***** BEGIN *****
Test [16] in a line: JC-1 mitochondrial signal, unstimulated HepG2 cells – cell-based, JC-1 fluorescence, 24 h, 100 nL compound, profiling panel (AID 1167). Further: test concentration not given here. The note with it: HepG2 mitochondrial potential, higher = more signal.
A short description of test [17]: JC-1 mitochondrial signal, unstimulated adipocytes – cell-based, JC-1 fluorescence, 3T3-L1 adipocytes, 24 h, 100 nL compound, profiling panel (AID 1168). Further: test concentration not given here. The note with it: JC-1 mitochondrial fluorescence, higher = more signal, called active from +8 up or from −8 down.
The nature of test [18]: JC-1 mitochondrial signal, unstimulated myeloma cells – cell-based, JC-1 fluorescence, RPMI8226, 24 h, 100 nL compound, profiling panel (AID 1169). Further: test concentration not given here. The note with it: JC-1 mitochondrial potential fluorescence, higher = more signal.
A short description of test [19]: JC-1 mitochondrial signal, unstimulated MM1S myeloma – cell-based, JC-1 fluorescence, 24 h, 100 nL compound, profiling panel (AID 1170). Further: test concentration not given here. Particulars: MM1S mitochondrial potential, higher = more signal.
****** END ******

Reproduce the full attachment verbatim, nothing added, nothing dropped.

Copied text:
Test [16] in a line: JC-1 mitochondrial signal, unstimulated HepG2 cells – cell-based, JC-1 fluorescence, 24 h, 100 nL compound, profiling panel (AID 1167). Further: test concentration not given here. The note with it: HepG2 mitochondrial potential, higher = more signal.
A short description of test [17]: JC-1 mitochondrial signal, unstimulated adipocytes – cell-based, JC-1 fluorescence, 3T3-L1 adipocytes, 24 h, 100 nL compound, profiling panel (AID 1168). Further: test concentration not given here. The note with it: JC-1 mitochondrial fluorescence, higher = more signal, called active from +8 up or from −8 down.
The nature of test [18]: JC-1 mitochondrial signal, unstimulated myeloma cells – cell-based, JC-1 fluorescence, RPMI8226, 24 h, 100 nL compound, profiling panel (AID 1169). Further: test concentration not given here. The note with it: JC-1 mitochondrial potential fluorescence, higher = more signal.
A short description of test [19]: JC-1 mitochondrial signal, unstimulated MM1S myeloma – cell-based, JC-1 fluorescence, 24 h, 100 nL compound, profiling panel (AID 1170). Further: test concentration not given here. Particulars: MM1S mitochondrial potential, higher = more signal.